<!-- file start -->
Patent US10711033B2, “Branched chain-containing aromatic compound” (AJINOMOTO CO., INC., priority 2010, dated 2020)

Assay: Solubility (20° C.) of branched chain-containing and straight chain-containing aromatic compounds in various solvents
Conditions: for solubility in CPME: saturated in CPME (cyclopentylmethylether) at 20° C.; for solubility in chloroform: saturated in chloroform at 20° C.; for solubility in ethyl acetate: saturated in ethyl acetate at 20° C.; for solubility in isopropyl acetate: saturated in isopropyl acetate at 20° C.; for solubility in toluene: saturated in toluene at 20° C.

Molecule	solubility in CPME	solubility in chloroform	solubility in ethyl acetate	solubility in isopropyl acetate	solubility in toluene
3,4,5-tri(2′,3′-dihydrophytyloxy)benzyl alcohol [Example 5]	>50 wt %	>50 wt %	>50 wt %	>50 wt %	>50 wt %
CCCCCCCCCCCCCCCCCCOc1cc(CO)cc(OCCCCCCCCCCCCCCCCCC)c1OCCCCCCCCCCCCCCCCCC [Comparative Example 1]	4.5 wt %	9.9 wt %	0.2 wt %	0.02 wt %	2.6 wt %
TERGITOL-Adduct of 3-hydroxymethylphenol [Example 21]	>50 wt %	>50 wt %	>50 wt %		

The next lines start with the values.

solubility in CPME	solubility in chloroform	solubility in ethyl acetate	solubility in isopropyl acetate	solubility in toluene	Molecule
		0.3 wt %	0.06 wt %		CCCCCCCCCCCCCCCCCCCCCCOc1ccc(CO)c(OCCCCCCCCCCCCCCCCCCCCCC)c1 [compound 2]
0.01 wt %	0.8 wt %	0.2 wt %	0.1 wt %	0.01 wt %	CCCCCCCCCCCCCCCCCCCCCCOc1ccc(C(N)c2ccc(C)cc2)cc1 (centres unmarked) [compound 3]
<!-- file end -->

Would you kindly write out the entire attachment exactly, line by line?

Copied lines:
Patent US10711033B2, “Branched chain-containing aromatic compound” (AJINOMOTO CO., INC., priority 2010, dated 2020)

Assay: Solubility (20° C.) of branched chain-containing and straight chain-containing aromatic compounds in various solvents
Conditions: for solubility in CPME: saturated in CPME (cyclopentylmethylether) at 20° C.; for solubility in chloroform: saturated in chloroform at 20° C.; for solubility in ethyl acetate: saturated in ethyl acetate at 20° C.; for solubility in isopropyl acetate: saturated in isopropyl acetate at 20° C.; for solubility in toluene: saturated in toluene at 20° C.

Molecule	solubility in CPME	solubility in chloroform	solubility in ethyl acetate	solubility in isopropyl acetate	solubility in toluene
3,4,5-tri(2′,3′-dihydrophytyloxy)benzyl alcohol [Example 5]	>50 wt %	>50 wt %	>50 wt %	>50 wt %	>50 wt %
CCCCCCCCCCCCCCCCCCOc1cc(CO)cc(OCCCCCCCCCCCCCCCCCC)c1OCCCCCCCCCCCCCCCCCC [Comparative Example 1]	4.5 wt %	9.9 wt %	0.2 wt %	0.02 wt %	2.6 wt %
TERGITOL-Adduct of 3-hydroxymethylphenol [Example 21]	>50 wt %	>50 wt %	>50 wt %		

The next lines start with the values.

solubility in CPME	solubility in chloroform	solubility in ethyl acetate	solubility in isopropyl acetate	solubility in toluene	Molecule
		0.3 wt %	0.06 wt %		CCCCCCCCCCCCCCCCCCCCCCOc1ccc(CO)c(OCCCCCCCCCCCCCCCCCCCCCC)c1 [compound 2]
0.01 wt %	0.8 wt %	0.2 wt %	0.1 wt %	0.01 wt %	CCCCCCCCCCCCCCCCCCCCCCOc1ccc(C(N)c2ccc(C)cc2)cc1 (centres unmarked) [compound 3]